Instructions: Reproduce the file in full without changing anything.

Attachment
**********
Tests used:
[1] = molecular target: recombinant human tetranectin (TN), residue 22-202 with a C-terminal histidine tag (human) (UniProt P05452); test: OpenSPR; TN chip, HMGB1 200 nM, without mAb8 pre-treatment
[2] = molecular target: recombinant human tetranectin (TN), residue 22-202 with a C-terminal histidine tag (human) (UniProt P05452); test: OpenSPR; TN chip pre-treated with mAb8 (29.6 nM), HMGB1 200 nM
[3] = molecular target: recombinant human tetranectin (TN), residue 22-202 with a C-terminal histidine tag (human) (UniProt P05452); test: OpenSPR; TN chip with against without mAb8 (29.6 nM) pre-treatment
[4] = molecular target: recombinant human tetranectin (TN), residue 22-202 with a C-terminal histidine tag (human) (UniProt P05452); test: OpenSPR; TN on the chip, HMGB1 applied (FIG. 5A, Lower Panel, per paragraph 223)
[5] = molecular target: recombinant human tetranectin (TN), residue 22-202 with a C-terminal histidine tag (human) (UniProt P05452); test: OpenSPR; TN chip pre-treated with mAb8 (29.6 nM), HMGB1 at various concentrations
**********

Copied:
Tests used:
[1] = molecular target: recombinant human tetranectin (TN), residue 22-202 with a C-terminal histidine tag (human) (UniProt P05452); test: OpenSPR; TN chip, HMGB1 200 nM, without mAb8 pre-treatment
[2] = molecular target: recombinant human tetranectin (TN), residue 22-202 with a C-terminal histidine tag (human) (UniProt P05452); test: OpenSPR; TN chip pre-treated with mAb8 (29.6 nM), HMGB1 200 nM
[3] = molecular target: recombinant human tetranectin (TN), residue 22-202 with a C-terminal histidine tag (human) (UniProt P05452); test: OpenSPR; TN chip with against without mAb8 (29.6 nM) pre-treatment
[4] = molecular target: recombinant human tetranectin (TN), residue 22-202 with a C-terminal histidine tag (human) (UniProt P05452); test: OpenSPR; TN on the chip, HMGB1 applied (FIG. 5A, Lower Panel, per paragraph 223)
[5] = molecular target: recombinant human tetranectin (TN), residue 22-202 with a C-terminal histidine tag (human) (UniProt P05452); test: OpenSPR; TN chip pre-treated with mAb8 (29.6 nM), HMGB1 at various concentrations